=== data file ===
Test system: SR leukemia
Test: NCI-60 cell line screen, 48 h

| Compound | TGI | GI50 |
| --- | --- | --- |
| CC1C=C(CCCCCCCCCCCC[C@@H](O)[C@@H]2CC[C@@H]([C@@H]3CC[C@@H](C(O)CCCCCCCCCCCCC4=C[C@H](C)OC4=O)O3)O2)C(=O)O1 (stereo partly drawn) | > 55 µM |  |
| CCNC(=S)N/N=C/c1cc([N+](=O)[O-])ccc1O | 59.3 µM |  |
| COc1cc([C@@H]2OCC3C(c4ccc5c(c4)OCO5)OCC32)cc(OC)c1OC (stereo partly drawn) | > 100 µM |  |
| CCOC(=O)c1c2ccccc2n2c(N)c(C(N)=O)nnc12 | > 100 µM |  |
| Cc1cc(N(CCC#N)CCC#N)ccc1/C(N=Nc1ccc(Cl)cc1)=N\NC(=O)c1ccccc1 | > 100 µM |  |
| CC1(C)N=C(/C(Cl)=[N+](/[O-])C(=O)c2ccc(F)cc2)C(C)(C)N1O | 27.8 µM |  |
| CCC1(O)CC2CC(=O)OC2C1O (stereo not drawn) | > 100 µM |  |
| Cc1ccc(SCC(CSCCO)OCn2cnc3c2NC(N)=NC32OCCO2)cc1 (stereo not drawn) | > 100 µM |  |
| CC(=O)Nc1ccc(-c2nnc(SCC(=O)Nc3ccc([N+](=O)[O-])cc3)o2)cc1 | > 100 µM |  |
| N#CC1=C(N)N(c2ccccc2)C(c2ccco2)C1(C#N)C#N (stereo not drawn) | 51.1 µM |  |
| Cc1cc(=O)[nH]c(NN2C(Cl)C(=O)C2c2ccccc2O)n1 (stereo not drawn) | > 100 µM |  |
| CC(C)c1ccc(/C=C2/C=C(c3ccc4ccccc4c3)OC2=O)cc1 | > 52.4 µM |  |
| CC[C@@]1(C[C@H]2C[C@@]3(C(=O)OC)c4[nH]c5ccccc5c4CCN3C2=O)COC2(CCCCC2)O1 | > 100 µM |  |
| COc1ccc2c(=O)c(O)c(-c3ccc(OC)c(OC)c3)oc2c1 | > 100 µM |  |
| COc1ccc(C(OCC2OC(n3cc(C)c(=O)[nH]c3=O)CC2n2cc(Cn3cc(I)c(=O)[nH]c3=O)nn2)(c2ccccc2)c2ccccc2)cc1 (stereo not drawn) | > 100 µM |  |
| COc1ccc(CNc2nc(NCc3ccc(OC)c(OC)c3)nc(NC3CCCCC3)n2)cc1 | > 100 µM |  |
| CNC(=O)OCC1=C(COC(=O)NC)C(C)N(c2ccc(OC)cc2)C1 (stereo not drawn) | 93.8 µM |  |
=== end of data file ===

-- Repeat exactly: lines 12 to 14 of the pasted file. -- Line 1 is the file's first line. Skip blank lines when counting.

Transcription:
| Cc1ccc(SCC(CSCCO)OCn2cnc3c2NC(N)=NC32OCCO2)cc1 (stereo not drawn) | > 100 µM |  |
| CC(=O)Nc1ccc(-c2nnc(SCC(=O)Nc3ccc([N+](=O)[O-])cc3)o2)cc1 | > 100 µM |  |
| N#CC1=C(N)N(c2ccccc2)C(c2ccco2)C1(C#N)C#N (stereo not drawn) | 51.1 µM |  |